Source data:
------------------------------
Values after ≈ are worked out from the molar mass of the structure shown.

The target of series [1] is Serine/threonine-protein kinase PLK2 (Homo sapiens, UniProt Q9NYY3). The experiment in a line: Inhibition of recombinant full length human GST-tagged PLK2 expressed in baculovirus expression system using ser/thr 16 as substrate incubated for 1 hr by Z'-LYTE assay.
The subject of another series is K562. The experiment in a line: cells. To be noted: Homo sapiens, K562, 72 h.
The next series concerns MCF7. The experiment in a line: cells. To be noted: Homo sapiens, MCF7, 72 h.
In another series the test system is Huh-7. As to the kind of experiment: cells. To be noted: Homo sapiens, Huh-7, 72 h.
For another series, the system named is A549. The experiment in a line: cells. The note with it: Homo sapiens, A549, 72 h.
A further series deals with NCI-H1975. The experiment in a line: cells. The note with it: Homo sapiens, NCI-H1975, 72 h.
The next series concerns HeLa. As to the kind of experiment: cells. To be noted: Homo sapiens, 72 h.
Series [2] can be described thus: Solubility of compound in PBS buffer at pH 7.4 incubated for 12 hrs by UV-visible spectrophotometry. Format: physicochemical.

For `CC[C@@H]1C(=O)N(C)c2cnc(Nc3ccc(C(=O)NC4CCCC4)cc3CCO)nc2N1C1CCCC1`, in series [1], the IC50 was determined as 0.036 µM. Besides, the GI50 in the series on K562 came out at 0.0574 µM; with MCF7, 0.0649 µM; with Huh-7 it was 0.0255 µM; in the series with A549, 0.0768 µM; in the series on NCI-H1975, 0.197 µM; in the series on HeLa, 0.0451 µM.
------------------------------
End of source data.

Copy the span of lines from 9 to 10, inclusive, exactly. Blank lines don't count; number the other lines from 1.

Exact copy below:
Series [2] can be described thus: Solubility of compound in PBS buffer at pH 7.4 incubated for 12 hrs by UV-visible spectrophotometry. Format: physicochemical.

For `CC[C@@H]1C(=O)N(C)c2cnc(Nc3ccc(C(=O)NC4CCCC4)cc3CCO)nc2N1C1CCCC1`, in series [1], the IC50 was determined as 0.036 µM. Besides, the GI50 in the series on K562 came out at 0.0574 µM; with MCF7, 0.0649 µM; with Huh-7 it was 0.0255 µM; in the series with A549, 0.0768 µM; in the series on NCI-H1975, 0.197 µM; in the series on HeLa, 0.0451 µM.